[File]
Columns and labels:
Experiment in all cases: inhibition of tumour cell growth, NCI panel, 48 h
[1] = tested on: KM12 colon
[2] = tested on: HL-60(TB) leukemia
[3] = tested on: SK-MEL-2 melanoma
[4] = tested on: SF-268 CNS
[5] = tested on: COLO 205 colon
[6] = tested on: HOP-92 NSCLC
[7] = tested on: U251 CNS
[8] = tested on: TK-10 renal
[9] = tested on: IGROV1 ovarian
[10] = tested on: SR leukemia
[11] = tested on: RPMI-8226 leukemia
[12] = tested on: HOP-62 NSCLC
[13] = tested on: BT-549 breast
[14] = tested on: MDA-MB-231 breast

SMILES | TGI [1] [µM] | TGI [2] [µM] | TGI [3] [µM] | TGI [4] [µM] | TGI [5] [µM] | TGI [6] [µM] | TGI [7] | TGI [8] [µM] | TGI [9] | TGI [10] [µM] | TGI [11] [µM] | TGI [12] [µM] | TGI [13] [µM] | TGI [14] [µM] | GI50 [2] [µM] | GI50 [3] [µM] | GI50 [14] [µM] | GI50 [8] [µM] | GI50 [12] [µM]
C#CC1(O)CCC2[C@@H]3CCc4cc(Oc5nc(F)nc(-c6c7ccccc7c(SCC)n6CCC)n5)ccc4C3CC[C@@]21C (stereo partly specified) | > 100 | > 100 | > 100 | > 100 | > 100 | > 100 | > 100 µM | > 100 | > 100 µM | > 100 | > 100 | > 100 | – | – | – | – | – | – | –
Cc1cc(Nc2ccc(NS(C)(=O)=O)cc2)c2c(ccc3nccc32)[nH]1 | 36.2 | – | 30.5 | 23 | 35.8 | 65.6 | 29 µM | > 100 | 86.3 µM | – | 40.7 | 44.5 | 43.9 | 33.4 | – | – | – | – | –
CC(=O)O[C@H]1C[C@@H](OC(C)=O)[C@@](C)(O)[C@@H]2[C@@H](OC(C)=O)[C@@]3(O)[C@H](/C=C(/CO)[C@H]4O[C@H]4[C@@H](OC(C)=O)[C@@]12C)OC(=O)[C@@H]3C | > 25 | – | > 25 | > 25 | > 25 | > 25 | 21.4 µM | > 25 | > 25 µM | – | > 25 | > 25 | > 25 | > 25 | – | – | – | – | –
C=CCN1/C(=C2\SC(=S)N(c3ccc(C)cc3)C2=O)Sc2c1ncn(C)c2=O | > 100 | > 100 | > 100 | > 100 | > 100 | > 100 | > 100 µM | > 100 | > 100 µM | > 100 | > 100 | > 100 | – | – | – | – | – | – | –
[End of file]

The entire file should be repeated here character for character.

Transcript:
Columns and labels:
Experiment in all cases: inhibition of tumour cell growth, NCI panel, 48 h
[1] = tested on: KM12 colon
[2] = tested on: HL-60(TB) leukemia
[3] = tested on: SK-MEL-2 melanoma
[4] = tested on: SF-268 CNS
[5] = tested on: COLO 205 colon
[6] = tested on: HOP-92 NSCLC
[7] = tested on: U251 CNS
[8] = tested on: TK-10 renal
[9] = tested on: IGROV1 ovarian
[10] = tested on: SR leukemia
[11] = tested on: RPMI-8226 leukemia
[12] = tested on: HOP-62 NSCLC
[13] = tested on: BT-549 breast
[14] = tested on: MDA-MB-231 breast

SMILES | TGI [1] [µM] | TGI [2] [µM] | TGI [3] [µM] | TGI [4] [µM] | TGI [5] [µM] | TGI [6] [µM] | TGI [7] | TGI [8] [µM] | TGI [9] | TGI [10] [µM] | TGI [11] [µM] | TGI [12] [µM] | TGI [13] [µM] | TGI [14] [µM] | GI50 [2] [µM] | GI50 [3] [µM] | GI50 [14] [µM] | GI50 [8] [µM] | GI50 [12] [µM]
C#CC1(O)CCC2[C@@H]3CCc4cc(Oc5nc(F)nc(-c6c7ccccc7c(SCC)n6CCC)n5)ccc4C3CC[C@@]21C (stereo partly specified) | > 100 | > 100 | > 100 | > 100 | > 100 | > 100 | > 100 µM | > 100 | > 100 µM | > 100 | > 100 | > 100 | – | – | – | – | – | – | –
Cc1cc(Nc2ccc(NS(C)(=O)=O)cc2)c2c(ccc3nccc32)[nH]1 | 36.2 | – | 30.5 | 23 | 35.8 | 65.6 | 29 µM | > 100 | 86.3 µM | – | 40.7 | 44.5 | 43.9 | 33.4 | – | – | – | – | –
CC(=O)O[C@H]1C[C@@H](OC(C)=O)[C@@](C)(O)[C@@H]2[C@@H](OC(C)=O)[C@@]3(O)[C@H](/C=C(/CO)[C@H]4O[C@H]4[C@@H](OC(C)=O)[C@@]12C)OC(=O)[C@@H]3C | > 25 | – | > 25 | > 25 | > 25 | > 25 | 21.4 µM | > 25 | > 25 µM | – | > 25 | > 25 | > 25 | > 25 | – | – | – | – | –
C=CCN1/C(=C2\SC(=S)N(c3ccc(C)cc3)C2=O)Sc2c1ncn(C)c2=O | > 100 | > 100 | > 100 | > 100 | > 100 | > 100 | > 100 µM | > 100 | > 100 µM | > 100 | > 100 | > 100 | – | – | – | – | – | – | –